I've recently been thinking a lot about careers. This is to be expected; after all, it's my senior year in undergrad and I'm about to make my formal entrance into the working world. However, during my research on the numerous jobs and positions available to me after I graduate, I've made a major realization: there is no such thing as the "perfect job."

Of course, everybody knows this already, so allow me to clarify further. On numerous career websites, WSO included, you find many students like me amped up and motivated for the workforce. We're enchanted by the possibilities of wealth, the charms of interesting and monumental work, and of course, status and power. We all expect to make Partner, retire at 40, and live a glorious and happy life.

Unfortunately, this is not entirely true. Once said students get into the workplace, they realize that the perfect job they expected has a downfall-- that it's work. A quick search on the internet reveals the following:

  • Many accountants wish they were lawyers
  • Many lawyers wish they were engineers
  • Many engineers wish they were bankers
  • Many bankers wish they were doctors

It not uncommon to hear that people either find their jobs boring or not lucrative enough, and thus wish to change fields. What you don't hear, however, that's just as common are the people who are still unsatisfied after their career switch. The New York Times published an article a few years ago about an attorney who became sick of her 80-hour-work week corporate law gig, and decided to be entrepreneurial and open up a bakery. If I recall correctly, she returned a few short years later because she realized that running a business was overtly glamorized and still required the 80-hour work weeks, just minus the beautiful office and paid support staff.

This "grass is greener" mentality is extremely common, and I believe that is very detrimental to one's career development. I'm not sure what to blame it on-- career ADD from the data overload of internet, possibly? The "follow your passion" advice given by career counselors?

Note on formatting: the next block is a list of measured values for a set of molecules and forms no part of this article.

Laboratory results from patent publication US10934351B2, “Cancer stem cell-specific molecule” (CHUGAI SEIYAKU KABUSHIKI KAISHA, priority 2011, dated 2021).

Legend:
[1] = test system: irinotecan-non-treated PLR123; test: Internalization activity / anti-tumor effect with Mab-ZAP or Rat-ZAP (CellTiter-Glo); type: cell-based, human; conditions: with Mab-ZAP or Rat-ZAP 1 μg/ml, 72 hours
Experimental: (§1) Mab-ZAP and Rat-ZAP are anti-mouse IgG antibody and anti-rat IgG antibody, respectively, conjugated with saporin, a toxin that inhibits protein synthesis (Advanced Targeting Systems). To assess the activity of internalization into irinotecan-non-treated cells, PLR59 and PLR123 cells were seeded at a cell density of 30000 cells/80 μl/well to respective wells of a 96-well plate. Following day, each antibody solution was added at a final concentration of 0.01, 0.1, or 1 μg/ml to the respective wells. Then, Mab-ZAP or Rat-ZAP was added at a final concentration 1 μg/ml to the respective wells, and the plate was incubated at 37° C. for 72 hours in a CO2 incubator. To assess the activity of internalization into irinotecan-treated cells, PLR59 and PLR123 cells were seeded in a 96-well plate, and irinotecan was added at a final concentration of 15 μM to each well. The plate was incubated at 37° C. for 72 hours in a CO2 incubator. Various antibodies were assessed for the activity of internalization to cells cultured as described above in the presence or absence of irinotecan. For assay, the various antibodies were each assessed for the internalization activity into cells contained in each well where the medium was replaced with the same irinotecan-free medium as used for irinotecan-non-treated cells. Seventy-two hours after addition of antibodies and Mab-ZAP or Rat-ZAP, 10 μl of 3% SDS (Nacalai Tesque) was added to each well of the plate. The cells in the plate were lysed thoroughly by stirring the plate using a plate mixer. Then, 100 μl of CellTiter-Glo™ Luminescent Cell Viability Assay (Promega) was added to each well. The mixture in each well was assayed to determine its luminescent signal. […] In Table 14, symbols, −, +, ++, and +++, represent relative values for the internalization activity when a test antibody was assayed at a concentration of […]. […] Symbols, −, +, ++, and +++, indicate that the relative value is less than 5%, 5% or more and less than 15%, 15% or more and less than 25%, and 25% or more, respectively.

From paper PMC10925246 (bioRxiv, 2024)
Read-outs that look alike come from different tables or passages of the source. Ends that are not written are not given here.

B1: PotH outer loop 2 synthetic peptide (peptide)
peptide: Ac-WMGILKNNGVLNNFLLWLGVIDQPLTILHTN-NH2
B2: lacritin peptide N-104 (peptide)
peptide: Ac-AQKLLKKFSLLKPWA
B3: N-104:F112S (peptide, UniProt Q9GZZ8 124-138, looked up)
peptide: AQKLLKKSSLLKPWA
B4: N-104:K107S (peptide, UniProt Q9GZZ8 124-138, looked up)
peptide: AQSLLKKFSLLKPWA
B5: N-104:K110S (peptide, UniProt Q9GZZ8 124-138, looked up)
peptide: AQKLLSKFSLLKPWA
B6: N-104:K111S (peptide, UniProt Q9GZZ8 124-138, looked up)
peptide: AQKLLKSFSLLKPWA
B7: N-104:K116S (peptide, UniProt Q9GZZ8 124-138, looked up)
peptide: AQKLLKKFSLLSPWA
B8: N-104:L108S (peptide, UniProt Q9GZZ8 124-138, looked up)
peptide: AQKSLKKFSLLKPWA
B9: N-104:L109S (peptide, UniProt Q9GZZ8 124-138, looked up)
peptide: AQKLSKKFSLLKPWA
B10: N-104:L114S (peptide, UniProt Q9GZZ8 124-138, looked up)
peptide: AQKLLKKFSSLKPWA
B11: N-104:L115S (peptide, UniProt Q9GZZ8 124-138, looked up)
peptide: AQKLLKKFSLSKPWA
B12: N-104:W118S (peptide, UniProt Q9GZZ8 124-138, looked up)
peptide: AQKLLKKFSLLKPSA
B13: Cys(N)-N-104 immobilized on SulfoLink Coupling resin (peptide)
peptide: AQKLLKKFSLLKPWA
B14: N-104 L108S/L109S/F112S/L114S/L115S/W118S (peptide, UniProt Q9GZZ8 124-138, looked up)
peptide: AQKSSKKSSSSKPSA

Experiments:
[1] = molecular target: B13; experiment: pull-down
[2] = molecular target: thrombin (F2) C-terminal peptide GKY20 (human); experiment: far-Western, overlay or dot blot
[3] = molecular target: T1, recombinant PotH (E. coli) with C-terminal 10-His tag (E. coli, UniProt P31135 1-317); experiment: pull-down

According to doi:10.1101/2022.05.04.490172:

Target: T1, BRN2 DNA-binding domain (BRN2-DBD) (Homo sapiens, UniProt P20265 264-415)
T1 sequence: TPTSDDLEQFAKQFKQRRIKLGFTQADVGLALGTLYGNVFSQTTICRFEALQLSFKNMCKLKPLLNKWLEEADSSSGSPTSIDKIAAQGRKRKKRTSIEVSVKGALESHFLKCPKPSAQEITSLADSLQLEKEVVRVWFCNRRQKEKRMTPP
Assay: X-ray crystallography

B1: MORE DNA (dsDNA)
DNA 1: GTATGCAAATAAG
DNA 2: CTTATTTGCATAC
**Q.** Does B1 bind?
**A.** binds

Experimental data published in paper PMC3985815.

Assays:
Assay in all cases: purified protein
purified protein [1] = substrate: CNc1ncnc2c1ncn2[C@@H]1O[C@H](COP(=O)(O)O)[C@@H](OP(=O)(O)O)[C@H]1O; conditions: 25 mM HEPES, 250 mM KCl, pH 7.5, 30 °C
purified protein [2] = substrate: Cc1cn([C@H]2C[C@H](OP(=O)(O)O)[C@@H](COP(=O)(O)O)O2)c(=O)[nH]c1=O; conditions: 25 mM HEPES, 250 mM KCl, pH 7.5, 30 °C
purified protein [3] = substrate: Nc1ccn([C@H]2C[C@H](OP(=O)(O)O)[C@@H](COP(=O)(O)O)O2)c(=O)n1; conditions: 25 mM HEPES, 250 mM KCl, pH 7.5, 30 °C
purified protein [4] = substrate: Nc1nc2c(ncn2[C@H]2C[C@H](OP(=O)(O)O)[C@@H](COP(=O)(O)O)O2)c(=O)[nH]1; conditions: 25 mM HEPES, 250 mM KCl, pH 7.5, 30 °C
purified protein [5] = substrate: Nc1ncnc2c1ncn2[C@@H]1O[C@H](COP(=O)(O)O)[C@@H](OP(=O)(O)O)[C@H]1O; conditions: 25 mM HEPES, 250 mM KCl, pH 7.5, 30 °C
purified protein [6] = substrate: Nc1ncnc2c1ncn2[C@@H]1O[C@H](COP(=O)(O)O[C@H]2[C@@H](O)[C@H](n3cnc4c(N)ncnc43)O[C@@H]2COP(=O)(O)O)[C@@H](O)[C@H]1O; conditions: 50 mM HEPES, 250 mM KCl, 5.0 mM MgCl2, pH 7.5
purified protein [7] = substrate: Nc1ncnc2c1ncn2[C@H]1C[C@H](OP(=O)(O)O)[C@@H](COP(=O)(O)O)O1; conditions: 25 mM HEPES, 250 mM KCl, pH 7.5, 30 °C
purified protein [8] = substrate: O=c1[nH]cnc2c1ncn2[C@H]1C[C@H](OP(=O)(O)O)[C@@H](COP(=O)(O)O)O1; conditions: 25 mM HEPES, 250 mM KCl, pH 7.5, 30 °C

You see this behavior everywhere, even in college. I'm sure all of you know someone who went through their entire college career constantly changing their mind on what they wanted to pursue. It's a little easier when you're still in school, as you're expected to jump around and try things out; however, in the real world, this type of activity will kill any momentum one has of 1) learning, and then mastering the skills required to be excellent in their field, 2) developing a solid reputation within the industry, and 3) building the connections in that industry.

I'd be curious to hear your thoughts on this "Career ADD." I'm not saying one should stick with a job they hate-- happiness is essential in life, and one's occupation makes up a whole lot of life. However, I think too many people my age and slightly older jump the gun, jumping from one thing to the next and spreading themselves out too thin. I personally went from wanting to be pre-med, to wanting law school, to finally wanting to be a venture capitalist. However, venture capitalism has been on my mind far longer than the other two, and I'm ready to heed the necessary persistence to see it through.

Comments (4)


I agree that many times people suffer from the 'grass is always greener' mentality, and I also agree that many people are unhappy in their careers (and probably their lives, in general). With that said though, out of the people that I've met, those working for themselves seem the happiest with their careers. For anyone interested, here are some great resources that have dramatically influenced my thinking on this topic:

1. Lifestyle Business Podcast
2. Location180
3. Mixergy
4. The Elevator Life

1. How to Get Rich by Felix Dennis
2. The $100 Startup by Chris Guillebeau
3. The Education of Millionaires by Michael Ellsberg


I completely agree. In fact, I've fallen victim to this "Career ADD" before; starting up my first semester in college as a Bio Major on a Pre-Med track and just now deciding being a doctor isn't for me and that I'd prefer banking. I think it's almost impossible to have a full perspective of what the perfect job is for you. The pros of another job will always look better and the cons will seem nonexistent until you actually change jobs. I think it's important to stick with what you're doing to a certain degree once you're out of school.


Everytime I see threads like this pop up about finding the perfect job, or being disillusioned with current finance job, I always recommend to watch Office Space and put things in perspective. In fact, I just watched the movie last night.


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